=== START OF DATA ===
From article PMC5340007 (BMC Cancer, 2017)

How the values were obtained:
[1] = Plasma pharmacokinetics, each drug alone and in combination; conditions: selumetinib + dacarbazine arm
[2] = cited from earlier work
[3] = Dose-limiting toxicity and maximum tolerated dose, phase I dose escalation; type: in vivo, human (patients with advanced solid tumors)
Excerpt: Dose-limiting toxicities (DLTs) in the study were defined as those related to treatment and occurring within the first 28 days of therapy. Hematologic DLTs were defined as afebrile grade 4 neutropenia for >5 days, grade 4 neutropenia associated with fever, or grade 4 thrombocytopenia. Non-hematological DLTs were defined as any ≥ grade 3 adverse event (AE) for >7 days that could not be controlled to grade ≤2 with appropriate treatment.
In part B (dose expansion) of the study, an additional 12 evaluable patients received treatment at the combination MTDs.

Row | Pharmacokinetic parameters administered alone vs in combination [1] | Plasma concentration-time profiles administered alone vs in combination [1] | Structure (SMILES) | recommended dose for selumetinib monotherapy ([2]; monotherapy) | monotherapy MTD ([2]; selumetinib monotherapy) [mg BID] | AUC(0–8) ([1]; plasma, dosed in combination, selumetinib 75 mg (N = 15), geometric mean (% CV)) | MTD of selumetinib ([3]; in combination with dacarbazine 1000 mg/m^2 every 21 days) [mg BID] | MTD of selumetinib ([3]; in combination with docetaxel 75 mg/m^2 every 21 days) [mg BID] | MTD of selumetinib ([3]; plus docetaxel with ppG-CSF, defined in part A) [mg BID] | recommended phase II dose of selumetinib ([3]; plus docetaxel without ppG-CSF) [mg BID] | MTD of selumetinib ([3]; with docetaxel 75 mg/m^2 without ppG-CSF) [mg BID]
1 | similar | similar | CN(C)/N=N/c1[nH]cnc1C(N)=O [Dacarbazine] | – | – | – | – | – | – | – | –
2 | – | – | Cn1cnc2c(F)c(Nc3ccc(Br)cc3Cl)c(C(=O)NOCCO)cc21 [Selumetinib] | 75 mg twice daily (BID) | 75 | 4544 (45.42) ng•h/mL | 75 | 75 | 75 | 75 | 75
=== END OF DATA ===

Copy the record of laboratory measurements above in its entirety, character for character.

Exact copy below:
From article PMC5340007 (BMC Cancer, 2017)

How the values were obtained:
[1] = Plasma pharmacokinetics, each drug alone and in combination; conditions: selumetinib + dacarbazine arm
[2] = cited from earlier work
[3] = Dose-limiting toxicity and maximum tolerated dose, phase I dose escalation; type: in vivo, human (patients with advanced solid tumors)
Excerpt: Dose-limiting toxicities (DLTs) in the study were defined as those related to treatment and occurring within the first 28 days of therapy. Hematologic DLTs were defined as afebrile grade 4 neutropenia for >5 days, grade 4 neutropenia associated with fever, or grade 4 thrombocytopenia. Non-hematological DLTs were defined as any ≥ grade 3 adverse event (AE) for >7 days that could not be controlled to grade ≤2 with appropriate treatment.
In part B (dose expansion) of the study, an additional 12 evaluable patients received treatment at the combination MTDs.

Row | Pharmacokinetic parameters administered alone vs in combination [1] | Plasma concentration-time profiles administered alone vs in combination [1] | Structure (SMILES) | recommended dose for selumetinib monotherapy ([2]; monotherapy) | monotherapy MTD ([2]; selumetinib monotherapy) [mg BID] | AUC(0–8) ([1]; plasma, dosed in combination, selumetinib 75 mg (N = 15), geometric mean (% CV)) | MTD of selumetinib ([3]; in combination with dacarbazine 1000 mg/m^2 every 21 days) [mg BID] | MTD of selumetinib ([3]; in combination with docetaxel 75 mg/m^2 every 21 days) [mg BID] | MTD of selumetinib ([3]; plus docetaxel with ppG-CSF, defined in part A) [mg BID] | recommended phase II dose of selumetinib ([3]; plus docetaxel without ppG-CSF) [mg BID] | MTD of selumetinib ([3]; with docetaxel 75 mg/m^2 without ppG-CSF) [mg BID]
1 | similar | similar | CN(C)/N=N/c1[nH]cnc1C(N)=O [Dacarbazine] | – | – | – | – | – | – | – | –
2 | – | – | Cn1cnc2c(F)c(Nc3ccc(Br)cc3Cl)c(C(=O)NOCCO)cc21 [Selumetinib] | 75 mg twice daily (BID) | 75 | 4544 (45.42) ng•h/mL | 75 | 75 | 75 | 75 | 75